23 weeks pregnant: baby's development, feeling breathless and telling your employer

Your baby is about 30cm now and roughly the size of a large mango.

Your baby’s development this week

By this week, your baby’s facial features are becoming very well developed and eyebrows, eyelashes and head hair are becoming visible.

You should start feeling the baby move more and more around now. There is no set number of normal movements you should be feeling – every baby is different. But try to get to know your baby’s pattern of movements

Do not wait until the next day to get help if you are worried about your baby’s movements and contact your midwife or maternity unit straight away if you think they have slowed down, stopped or changed. There are staff on the hospital maternity unit 24 hours a day, 7 days a week.

Your pregnancy symptoms in week 23

Sensitive skin

Hormone changes can make your skin more sensitive. If you sunbathe, you may burn more easily than before you were pregnant. It’s a good idea to protect your skin with a high-factor sunscreen and don’t stay in the sun for very long.

Feeling breathless

It’s common to feel breathless in pregnancy now and again. This tends to start gradually in the first or second trimester. It should not be painful or come on suddenly and you shouldn’t have other symptoms, such as wheezing or a cough.

Feeling short of breath can sometimes be a sign of anaemia in pregnancy. Other symptoms may include:

  • tiredness and lack of energy
  • shortness of breath
  • noticeable heartbeats (heart palpitations)
  • pale skin.

Speak to your midwife or GP if you have any concerns about breathlessness in pregnancy.

Call 999 for an ambulance or go to your nearest A&E if you have severe shortness of breath and any of the following symptoms:

  • heart palpitations
  • chest pain or tightness
  • dizziness or light-headedness
  • fainting or blackouts.

Are you suffering from cramps, headaches, indigestion or heartburn?

Read our guide to the 10 common pregnancy complaints (and how to avoid them).

Feeling stressed out?

Your mental wellbeing is just as important as your physical health during pregnancy. Make sure you look after yourself, as well as your bump.

“I tried to spend some time each day focusing on the baby. Thinking about her, rather than everything else that was going on around me helped.”

Here are tips to help you stay stress-free in pregnancy.

You can also work through our downloadable pregnancy and post-birth wellbeing plan.

It’s natural to feel a bit stressed or anxious when you’re pregnant. But if you are struggling with these feelings, you may need help. Tell your midwife or GP how you feel. They will help you get the right treatment and support.

What to do in week 23

Stay active

Being active during pregnancy has many benefits for you and your baby. Exercise won’t harm your baby, just make sure you warm up well beforehand and drink plenty of water.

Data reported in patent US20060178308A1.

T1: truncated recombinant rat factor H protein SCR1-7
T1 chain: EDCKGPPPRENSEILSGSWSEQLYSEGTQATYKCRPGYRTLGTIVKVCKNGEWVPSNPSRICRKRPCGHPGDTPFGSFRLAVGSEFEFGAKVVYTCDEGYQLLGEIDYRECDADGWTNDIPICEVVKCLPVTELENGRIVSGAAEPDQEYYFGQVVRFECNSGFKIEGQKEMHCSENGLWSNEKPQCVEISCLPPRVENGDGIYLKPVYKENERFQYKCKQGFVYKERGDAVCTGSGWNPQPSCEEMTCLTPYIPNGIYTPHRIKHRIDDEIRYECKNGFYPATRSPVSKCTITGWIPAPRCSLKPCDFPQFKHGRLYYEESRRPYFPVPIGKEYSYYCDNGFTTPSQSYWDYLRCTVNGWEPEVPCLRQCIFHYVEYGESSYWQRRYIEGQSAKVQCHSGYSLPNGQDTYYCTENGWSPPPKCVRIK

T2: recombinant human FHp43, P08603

Read all about exercise in pregnancy.

“I exercised throughout both my pregnancies, right up until my due date. I was a lot more tired in the second pregnancy, because I was running around after my daughter, but I always did something active because it made me feel better.”

Limit your caffeine intake

NHS recommends that you try to limit the amount of caffeine you have to less than 200mg a day, which is around 2 cups of instant coffee.

However, new research from our Tommy’s research centres shows that the risk from caffeine increases the more you have. So it’s a good idea to reduce the amount you have as much as possible, to reduce any potential risks. Although this might sound scary, try not to worry as the risk to your baby is still very low.

Try our caffeine calculator to work out your caffeine intake.

You could also try our healthy pregnancy tool. 

Tell your employer in writing that you are pregnant

If you work, you must let your employer know you're pregnant by week 25. You must also tell them the date you want to start your maternity leave. It's important to put this in writing so that you qualify for maternity pay and benefits.

If this is the first time you’re telling your boss about your pregnancy, they must also make sure your workplace doesn’t have any risks for you or your baby. They’ll need to make other arrangements for you if necessary.

Choosing a date to start maternity leave isn’t easybecause you can’t tell for sure when your baby will be born. Your decision may also depend on how your pregnancy is going or what kind of work you do. It may help to talk to your employer about your options. Friends and family may also have ideas of ways they made the most of their options.

Lennart Nilsson (2009) A Child is Born, Jonathan Cape

NHS Choices Backache in pregnancy http://www.nhs.uk/Conditions/pregnancy-and-baby/pages/backache-pregnant.aspx (Page last reviewed: 14/02/2018  Next review due: 14/02/2021).

NICE (2008) Antenatal care for uncomplicated pregnancies,Clinical guideline [CG62] Last updated: January 2017. https://www.nice.org.uk/Guidance/cg62

RCOG (2006) Recreational Exercise and Pregnancy: Information for you, London, Royal College of Obstetricians and Gynaecologists: https://www.rcog.org.uk/globalassets/documents/patients/patient-information-leaflets/pregnancy/recreational-exercise-and-pregnancy.pdf

Review dates
Reviewed: 11 July 2022
Next review: 11 July 2025